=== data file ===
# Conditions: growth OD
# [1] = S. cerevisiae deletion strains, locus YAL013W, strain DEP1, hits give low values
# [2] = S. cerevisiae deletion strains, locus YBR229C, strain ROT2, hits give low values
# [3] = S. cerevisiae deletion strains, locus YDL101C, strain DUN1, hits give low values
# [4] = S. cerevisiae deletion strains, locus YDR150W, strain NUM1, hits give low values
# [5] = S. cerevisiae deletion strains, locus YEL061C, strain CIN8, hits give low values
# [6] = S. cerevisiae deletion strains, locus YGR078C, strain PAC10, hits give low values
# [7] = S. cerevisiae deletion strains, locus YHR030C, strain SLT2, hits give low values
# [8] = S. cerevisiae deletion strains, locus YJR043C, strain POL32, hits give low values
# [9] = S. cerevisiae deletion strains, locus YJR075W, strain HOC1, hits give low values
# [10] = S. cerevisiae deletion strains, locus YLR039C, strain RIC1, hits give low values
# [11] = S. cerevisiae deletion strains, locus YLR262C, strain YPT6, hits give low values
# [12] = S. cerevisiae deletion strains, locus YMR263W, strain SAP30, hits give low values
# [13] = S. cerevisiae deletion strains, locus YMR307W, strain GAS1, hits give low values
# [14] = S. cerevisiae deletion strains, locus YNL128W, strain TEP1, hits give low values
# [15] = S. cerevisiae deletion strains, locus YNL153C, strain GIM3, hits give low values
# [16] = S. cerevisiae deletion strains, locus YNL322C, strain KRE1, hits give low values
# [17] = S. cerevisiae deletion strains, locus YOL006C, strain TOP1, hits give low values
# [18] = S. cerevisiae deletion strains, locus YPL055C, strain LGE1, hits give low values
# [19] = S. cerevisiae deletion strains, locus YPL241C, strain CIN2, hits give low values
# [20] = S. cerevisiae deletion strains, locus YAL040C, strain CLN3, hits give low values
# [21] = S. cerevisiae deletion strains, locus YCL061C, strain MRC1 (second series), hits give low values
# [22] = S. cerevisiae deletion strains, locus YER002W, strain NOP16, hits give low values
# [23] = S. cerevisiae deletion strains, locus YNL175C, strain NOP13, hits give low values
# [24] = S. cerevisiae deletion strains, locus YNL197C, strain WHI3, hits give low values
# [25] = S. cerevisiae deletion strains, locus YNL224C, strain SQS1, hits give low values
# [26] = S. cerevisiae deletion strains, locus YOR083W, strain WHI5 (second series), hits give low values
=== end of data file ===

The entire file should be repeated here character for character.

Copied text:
# Conditions: growth OD
# [1] = S. cerevisiae deletion strains, locus YAL013W, strain DEP1, hits give low values
# [2] = S. cerevisiae deletion strains, locus YBR229C, strain ROT2, hits give low values
# [3] = S. cerevisiae deletion strains, locus YDL101C, strain DUN1, hits give low values
# [4] = S. cerevisiae deletion strains, locus YDR150W, strain NUM1, hits give low values
# [5] = S. cerevisiae deletion strains, locus YEL061C, strain CIN8, hits give low values
# [6] = S. cerevisiae deletion strains, locus YGR078C, strain PAC10, hits give low values
# [7] = S. cerevisiae deletion strains, locus YHR030C, strain SLT2, hits give low values
# [8] = S. cerevisiae deletion strains, locus YJR043C, strain POL32, hits give low values
# [9] = S. cerevisiae deletion strains, locus YJR075W, strain HOC1, hits give low values
# [10] = S. cerevisiae deletion strains, locus YLR039C, strain RIC1, hits give low values
# [11] = S. cerevisiae deletion strains, locus YLR262C, strain YPT6, hits give low values
# [12] = S. cerevisiae deletion strains, locus YMR263W, strain SAP30, hits give low values
# [13] = S. cerevisiae deletion strains, locus YMR307W, strain GAS1, hits give low values
# [14] = S. cerevisiae deletion strains, locus YNL128W, strain TEP1, hits give low values
# [15] = S. cerevisiae deletion strains, locus YNL153C, strain GIM3, hits give low values
# [16] = S. cerevisiae deletion strains, locus YNL322C, strain KRE1, hits give low values
# [17] = S. cerevisiae deletion strains, locus YOL006C, strain TOP1, hits give low values
# [18] = S. cerevisiae deletion strains, locus YPL055C, strain LGE1, hits give low values
# [19] = S. cerevisiae deletion strains, locus YPL241C, strain CIN2, hits give low values
# [20] = S. cerevisiae deletion strains, locus YAL040C, strain CLN3, hits give low values
# [21] = S. cerevisiae deletion strains, locus YCL061C, strain MRC1 (second series), hits give low values
# [22] = S. cerevisiae deletion strains, locus YER002W, strain NOP16, hits give low values
# [23] = S. cerevisiae deletion strains, locus YNL175C, strain NOP13, hits give low values
# [24] = S. cerevisiae deletion strains, locus YNL197C, strain WHI3, hits give low values
# [25] = S. cerevisiae deletion strains, locus YNL224C, strain SQS1, hits give low values
# [26] = S. cerevisiae deletion strains, locus YOR083W, strain WHI5 (second series), hits give low values